In San Francisco, "Off the Grid" seems to be the most serious of these gatherings. They organize a number of weekly events, the biggest of which is at Fort Mason on Friday nights. This is the one Casey took us to.
We enjoyed many things, from the kalbi tacos that have been in the news so much, to incredible fish tacos, to desserts. This one really took the cake though. The "Notorious P.I.G." as they called it, was a Cuban sandwich, stuffed with massive amounts of pork and cheese, with waffles as the bread. Whoa. It was incredible, and I kinda wanted another, but thought it might just kill me on the spot... so I had another fish taco instead.
Say Cheese is a deli that, as you might guess from the name, takes pride in providing an especially grand selection of cheeses (another thing that's especially difficult and expensive to procure here in Seoul). They offered a number of sandwich choices, or you can mix-and-match any of the myriad deli meats, cheeses and breads in their inventory.
As it turns out, the fat content of the Notorious P.I.G. was nothing compared to this. At the ferry building farmer's market, we stood in a long line in front of Roli Roti's booth, where pork roasting on spits like rotisserie chicken was sliced on the spot to make porchetta sandwiches. These sandwiches were positively loaded with grease, even the bread, which they used to sop up the abundant oil left behind on the cutting board after slicing the pork. As if that wasn't enough, below the slowly turning spits sat potatoes, placed there to cook while soaking up the drippings from the pork. We ordered some of those, too, but sadly they weren't as good as I was expecting. I'd pass on the potatoes, but I'd gladly stand in the long line again for the sandwiches! Pork fat is good for you, right?
Blue Bottle Coffee
Anyone who's had coffee both in Seoul and in the U.S. can relate to the incredible price difference. At Starbucks, a regular cup of coffee is $1.50 in Honolulu (a city not known for low prices), yet 3300원 (~$3) in Seoul. And although Seoul coffee quality has been improving over the years, there is still often a disparity in quality as well.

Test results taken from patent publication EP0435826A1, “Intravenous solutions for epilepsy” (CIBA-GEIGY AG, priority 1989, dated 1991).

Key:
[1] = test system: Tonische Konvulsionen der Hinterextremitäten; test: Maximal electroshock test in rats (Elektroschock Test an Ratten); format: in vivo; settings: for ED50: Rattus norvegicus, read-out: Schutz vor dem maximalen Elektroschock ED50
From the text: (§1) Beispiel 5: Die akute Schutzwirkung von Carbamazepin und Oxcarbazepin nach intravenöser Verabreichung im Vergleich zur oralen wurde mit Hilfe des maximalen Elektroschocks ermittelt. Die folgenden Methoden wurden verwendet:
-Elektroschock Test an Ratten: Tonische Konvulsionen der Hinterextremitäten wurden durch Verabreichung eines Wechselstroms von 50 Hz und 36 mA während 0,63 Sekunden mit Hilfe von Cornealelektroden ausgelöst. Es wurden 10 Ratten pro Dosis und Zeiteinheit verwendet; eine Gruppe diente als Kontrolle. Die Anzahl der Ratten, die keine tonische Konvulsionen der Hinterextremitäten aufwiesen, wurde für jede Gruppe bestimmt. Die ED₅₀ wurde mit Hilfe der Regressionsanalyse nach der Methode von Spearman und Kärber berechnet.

Thus, in addition to food and beer, we also enjoyed a lot of coffee on our trip. Even San Francisco's specialized indie coffee shops, like Blue Bottle and Contraband, seemed inexpensive to us.
At a different Blue Bottle location, I had my first taste of what they call Kyoto-style iced coffee. It's cold brewed, as in steeping for hours at room temperature or in a refrigerator, as opposed to pouring hot-brewed coffee over ice, but with a twist. Using an intricate (and apparently, expensive) system of custom glassware that looks like it came out of a futuristic science lab, water is passed through grounds at a rate of one drop per second.
Needless to say, coffee brewed in this manner is expensive (by U.S. standards at least, at about $4.50) but the flavor was indescribable. A single sip yielded a series of intense flavors that continued on long after the coffee itself had left my tongue. Naturally, I am now on a mission to recreate this at home as well.
Grape vines at the winery tour
On Sunday, we took a mini road trip up to wine country, in this case, Sonoma Valley. (Napa is more well-known, but that only means it will be more crowded and expensive.) We don't know much about wine, so we'll refrain from posting our impressions and tasting notes here, but we did enjoy the experience (in this case, it was a first for both of us!) and we even went on a tour at one of the wineries, where I learned quite a bit about winemaking, and how much a seemingly simple barrel goes for these days (about $1,000!).
Inspiring night at the Golden Gate Bridge
On the drive back, before crossing over the Golden Gate Bridge, we took a little detour up a hill to snag this picture of it first. Many thanks to Casey for showing us a great time in his city!